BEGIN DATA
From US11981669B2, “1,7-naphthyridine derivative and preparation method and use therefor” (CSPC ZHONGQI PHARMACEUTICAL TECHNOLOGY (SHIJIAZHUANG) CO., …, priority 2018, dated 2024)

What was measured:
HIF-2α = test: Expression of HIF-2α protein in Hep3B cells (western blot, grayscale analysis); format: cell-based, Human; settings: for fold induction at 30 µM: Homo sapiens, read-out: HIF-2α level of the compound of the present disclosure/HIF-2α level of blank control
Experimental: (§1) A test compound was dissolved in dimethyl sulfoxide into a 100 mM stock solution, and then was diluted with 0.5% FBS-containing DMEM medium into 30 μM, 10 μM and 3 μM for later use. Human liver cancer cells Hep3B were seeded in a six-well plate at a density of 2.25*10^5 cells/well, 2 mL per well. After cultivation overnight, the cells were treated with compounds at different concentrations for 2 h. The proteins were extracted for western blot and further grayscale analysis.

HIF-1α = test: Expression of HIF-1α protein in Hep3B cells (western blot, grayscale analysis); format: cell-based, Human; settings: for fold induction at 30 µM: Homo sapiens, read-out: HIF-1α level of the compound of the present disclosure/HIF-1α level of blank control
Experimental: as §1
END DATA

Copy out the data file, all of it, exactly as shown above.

From US11981669B2, “1,7-naphthyridine derivative and preparation method and use therefor” (CSPC ZHONGQI PHARMACEUTICAL TECHNOLOGY (SHIJIAZHUANG) CO., …, priority 2018, dated 2024)

What was measured:
HIF-2α = test: Expression of HIF-2α protein in Hep3B cells (western blot, grayscale analysis); format: cell-based, Human; settings: for fold induction at 30 µM: Homo sapiens, read-out: HIF-2α level of the compound of the present disclosure/HIF-2α level of blank control
Experimental: (§1) A test compound was dissolved in dimethyl sulfoxide into a 100 mM stock solution, and then was diluted with 0.5% FBS-containing DMEM medium into 30 μM, 10 μM and 3 μM for later use. Human liver cancer cells Hep3B were seeded in a six-well plate at a density of 2.25*10^5 cells/well, 2 mL per well. After cultivation overnight, the cells were treated with compounds at different concentrations for 2 h. The proteins were extracted for western blot and further grayscale analysis.

HIF-1α = test: Expression of HIF-1α protein in Hep3B cells (western blot, grayscale analysis); format: cell-based, Human; settings: for fold induction at 30 µM: Homo sapiens, read-out: HIF-1α level of the compound of the present disclosure/HIF-1α level of blank control
Experimental: as §1